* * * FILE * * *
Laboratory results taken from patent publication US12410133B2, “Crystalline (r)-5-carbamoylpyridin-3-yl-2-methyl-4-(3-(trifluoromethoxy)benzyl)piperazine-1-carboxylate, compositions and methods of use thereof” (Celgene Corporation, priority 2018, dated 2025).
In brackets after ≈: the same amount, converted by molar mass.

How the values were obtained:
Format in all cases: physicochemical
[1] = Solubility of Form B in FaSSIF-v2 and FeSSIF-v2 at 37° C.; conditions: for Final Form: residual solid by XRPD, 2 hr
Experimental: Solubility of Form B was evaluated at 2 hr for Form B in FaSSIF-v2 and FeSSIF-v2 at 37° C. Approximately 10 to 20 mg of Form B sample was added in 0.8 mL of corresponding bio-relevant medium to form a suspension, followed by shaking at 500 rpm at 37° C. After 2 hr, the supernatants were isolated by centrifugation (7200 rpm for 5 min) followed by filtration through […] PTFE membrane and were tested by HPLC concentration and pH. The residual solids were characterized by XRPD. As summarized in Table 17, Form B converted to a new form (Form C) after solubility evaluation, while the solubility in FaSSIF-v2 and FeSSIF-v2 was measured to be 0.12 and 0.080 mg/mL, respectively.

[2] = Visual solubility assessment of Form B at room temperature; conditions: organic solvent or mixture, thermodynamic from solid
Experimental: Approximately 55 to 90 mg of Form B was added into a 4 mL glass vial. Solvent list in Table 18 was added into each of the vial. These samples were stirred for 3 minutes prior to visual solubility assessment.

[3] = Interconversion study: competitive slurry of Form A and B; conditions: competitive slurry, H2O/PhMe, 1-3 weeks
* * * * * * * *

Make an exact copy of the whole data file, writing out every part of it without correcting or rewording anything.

Laboratory results taken from patent publication US12410133B2, “Crystalline (r)-5-carbamoylpyridin-3-yl-2-methyl-4-(3-(trifluoromethoxy)benzyl)piperazine-1-carboxylate, compositions and methods of use thereof” (Celgene Corporation, priority 2018, dated 2025).
In brackets after ≈: the same amount, converted by molar mass.

How the values were obtained:
Format in all cases: physicochemical
[1] = Solubility of Form B in FaSSIF-v2 and FeSSIF-v2 at 37° C.; conditions: for Final Form: residual solid by XRPD, 2 hr
Experimental: Solubility of Form B was evaluated at 2 hr for Form B in FaSSIF-v2 and FeSSIF-v2 at 37° C. Approximately 10 to 20 mg of Form B sample was added in 0.8 mL of corresponding bio-relevant medium to form a suspension, followed by shaking at 500 rpm at 37° C. After 2 hr, the supernatants were isolated by centrifugation (7200 rpm for 5 min) followed by filtration through […] PTFE membrane and were tested by HPLC concentration and pH. The residual solids were characterized by XRPD. As summarized in Table 17, Form B converted to a new form (Form C) after solubility evaluation, while the solubility in FaSSIF-v2 and FeSSIF-v2 was measured to be 0.12 and 0.080 mg/mL, respectively.

[2] = Visual solubility assessment of Form B at room temperature; conditions: organic solvent or mixture, thermodynamic from solid
Experimental: Approximately 55 to 90 mg of Form B was added into a 4 mL glass vial. Solvent list in Table 18 was added into each of the vial. These samples were stirred for 3 minutes prior to visual solubility assessment.

[3] = Interconversion study: competitive slurry of Form A and B; conditions: competitive slurry, H2O/PhMe, 1-3 weeks